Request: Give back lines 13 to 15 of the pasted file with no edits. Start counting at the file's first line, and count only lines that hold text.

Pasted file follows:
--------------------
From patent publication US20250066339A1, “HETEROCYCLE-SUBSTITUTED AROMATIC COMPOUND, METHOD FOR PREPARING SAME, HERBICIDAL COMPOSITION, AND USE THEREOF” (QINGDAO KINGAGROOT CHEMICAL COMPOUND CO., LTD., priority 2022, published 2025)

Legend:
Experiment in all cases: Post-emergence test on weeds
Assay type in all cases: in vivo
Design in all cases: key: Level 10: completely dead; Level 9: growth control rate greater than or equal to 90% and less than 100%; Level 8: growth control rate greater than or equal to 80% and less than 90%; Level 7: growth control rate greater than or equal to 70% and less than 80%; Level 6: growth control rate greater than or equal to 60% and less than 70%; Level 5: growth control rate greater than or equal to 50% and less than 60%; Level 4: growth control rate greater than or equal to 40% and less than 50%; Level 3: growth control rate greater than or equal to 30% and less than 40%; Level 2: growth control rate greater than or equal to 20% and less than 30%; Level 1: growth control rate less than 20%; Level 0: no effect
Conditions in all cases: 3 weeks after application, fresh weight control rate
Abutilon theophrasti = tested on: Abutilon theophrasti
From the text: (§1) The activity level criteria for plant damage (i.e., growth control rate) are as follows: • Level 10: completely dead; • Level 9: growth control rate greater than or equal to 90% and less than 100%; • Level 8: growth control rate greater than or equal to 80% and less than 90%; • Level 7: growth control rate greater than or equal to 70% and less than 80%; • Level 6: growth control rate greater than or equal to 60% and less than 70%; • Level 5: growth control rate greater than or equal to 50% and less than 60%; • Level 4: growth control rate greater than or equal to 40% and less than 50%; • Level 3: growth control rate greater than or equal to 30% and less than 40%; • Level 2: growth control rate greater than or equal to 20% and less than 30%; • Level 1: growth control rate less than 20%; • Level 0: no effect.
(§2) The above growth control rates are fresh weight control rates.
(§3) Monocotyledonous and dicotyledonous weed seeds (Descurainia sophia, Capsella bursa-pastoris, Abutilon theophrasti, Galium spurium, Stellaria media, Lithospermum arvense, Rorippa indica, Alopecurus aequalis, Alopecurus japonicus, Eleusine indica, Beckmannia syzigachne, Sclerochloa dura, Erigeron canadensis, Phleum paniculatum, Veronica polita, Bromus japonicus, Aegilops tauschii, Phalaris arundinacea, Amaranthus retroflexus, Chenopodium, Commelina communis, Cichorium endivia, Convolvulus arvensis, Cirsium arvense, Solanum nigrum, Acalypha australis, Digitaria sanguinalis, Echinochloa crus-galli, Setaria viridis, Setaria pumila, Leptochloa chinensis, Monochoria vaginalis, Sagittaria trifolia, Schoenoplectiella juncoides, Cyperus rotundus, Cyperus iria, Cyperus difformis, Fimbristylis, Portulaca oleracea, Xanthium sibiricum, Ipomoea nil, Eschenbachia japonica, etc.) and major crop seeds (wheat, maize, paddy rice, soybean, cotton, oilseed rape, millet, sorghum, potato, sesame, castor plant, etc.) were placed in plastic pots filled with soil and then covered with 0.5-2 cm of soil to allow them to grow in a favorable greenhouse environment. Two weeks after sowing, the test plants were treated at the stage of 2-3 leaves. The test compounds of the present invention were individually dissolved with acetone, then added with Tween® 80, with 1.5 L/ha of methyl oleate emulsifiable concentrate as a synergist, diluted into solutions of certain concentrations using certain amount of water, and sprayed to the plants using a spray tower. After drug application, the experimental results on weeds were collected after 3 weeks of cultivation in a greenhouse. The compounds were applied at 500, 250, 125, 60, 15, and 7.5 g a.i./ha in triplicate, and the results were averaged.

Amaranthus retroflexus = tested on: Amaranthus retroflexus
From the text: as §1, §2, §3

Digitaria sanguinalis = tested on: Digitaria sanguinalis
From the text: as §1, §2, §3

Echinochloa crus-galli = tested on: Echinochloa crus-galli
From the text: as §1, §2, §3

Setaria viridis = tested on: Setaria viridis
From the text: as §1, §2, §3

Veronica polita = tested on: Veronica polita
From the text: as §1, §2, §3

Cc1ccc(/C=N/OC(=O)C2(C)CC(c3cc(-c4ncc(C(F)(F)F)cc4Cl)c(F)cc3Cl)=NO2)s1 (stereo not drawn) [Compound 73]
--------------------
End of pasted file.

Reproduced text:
Digitaria sanguinalis = tested on: Digitaria sanguinalis
From the text: as §1, §2, §3

Echinochloa crus-galli = tested on: Echinochloa crus-galli